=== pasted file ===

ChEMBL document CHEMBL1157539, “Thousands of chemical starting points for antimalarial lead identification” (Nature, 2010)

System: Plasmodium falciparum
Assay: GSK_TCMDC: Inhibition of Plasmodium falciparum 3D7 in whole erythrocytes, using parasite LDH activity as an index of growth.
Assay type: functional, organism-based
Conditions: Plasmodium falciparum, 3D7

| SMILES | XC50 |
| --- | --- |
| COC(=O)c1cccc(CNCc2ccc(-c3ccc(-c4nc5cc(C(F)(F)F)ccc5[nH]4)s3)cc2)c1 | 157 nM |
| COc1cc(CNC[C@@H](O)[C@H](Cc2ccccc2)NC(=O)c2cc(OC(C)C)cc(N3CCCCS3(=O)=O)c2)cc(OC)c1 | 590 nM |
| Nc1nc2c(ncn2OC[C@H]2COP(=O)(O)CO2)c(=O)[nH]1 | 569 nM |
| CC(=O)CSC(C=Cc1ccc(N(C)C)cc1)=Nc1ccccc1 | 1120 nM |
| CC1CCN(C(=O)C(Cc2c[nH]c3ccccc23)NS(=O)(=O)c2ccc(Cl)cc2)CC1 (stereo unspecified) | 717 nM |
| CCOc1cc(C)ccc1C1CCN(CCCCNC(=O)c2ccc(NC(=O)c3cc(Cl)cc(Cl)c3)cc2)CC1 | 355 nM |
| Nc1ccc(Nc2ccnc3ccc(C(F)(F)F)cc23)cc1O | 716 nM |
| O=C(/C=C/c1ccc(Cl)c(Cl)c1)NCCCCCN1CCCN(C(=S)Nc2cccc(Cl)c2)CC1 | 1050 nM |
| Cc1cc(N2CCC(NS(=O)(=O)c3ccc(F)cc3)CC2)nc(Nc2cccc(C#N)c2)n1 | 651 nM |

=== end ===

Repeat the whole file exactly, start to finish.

ChEMBL document CHEMBL1157539, “Thousands of chemical starting points for antimalarial lead identification” (Nature, 2010)

System: Plasmodium falciparum
Assay: GSK_TCMDC: Inhibition of Plasmodium falciparum 3D7 in whole erythrocytes, using parasite LDH activity as an index of growth.
Assay type: functional, organism-based
Conditions: Plasmodium falciparum, 3D7

| SMILES | XC50 |
| --- | --- |
| COC(=O)c1cccc(CNCc2ccc(-c3ccc(-c4nc5cc(C(F)(F)F)ccc5[nH]4)s3)cc2)c1 | 157 nM |
| COc1cc(CNC[C@@H](O)[C@H](Cc2ccccc2)NC(=O)c2cc(OC(C)C)cc(N3CCCCS3(=O)=O)c2)cc(OC)c1 | 590 nM |
| Nc1nc2c(ncn2OC[C@H]2COP(=O)(O)CO2)c(=O)[nH]1 | 569 nM |
| CC(=O)CSC(C=Cc1ccc(N(C)C)cc1)=Nc1ccccc1 | 1120 nM |
| CC1CCN(C(=O)C(Cc2c[nH]c3ccccc23)NS(=O)(=O)c2ccc(Cl)cc2)CC1 (stereo unspecified) | 717 nM |
| CCOc1cc(C)ccc1C1CCN(CCCCNC(=O)c2ccc(NC(=O)c3cc(Cl)cc(Cl)c3)cc2)CC1 | 355 nM |
| Nc1ccc(Nc2ccnc3ccc(C(F)(F)F)cc23)cc1O | 716 nM |
| O=C(/C=C/c1ccc(Cl)c(Cl)c1)NCCCCCN1CCCN(C(=S)Nc2cccc(Cl)c2)CC1 | 1050 nM |
| Cc1cc(N2CCC(NS(=O)(=O)c3ccc(F)cc3)CC2)nc(Nc2cccc(C#N)c2)n1 | 651 nM |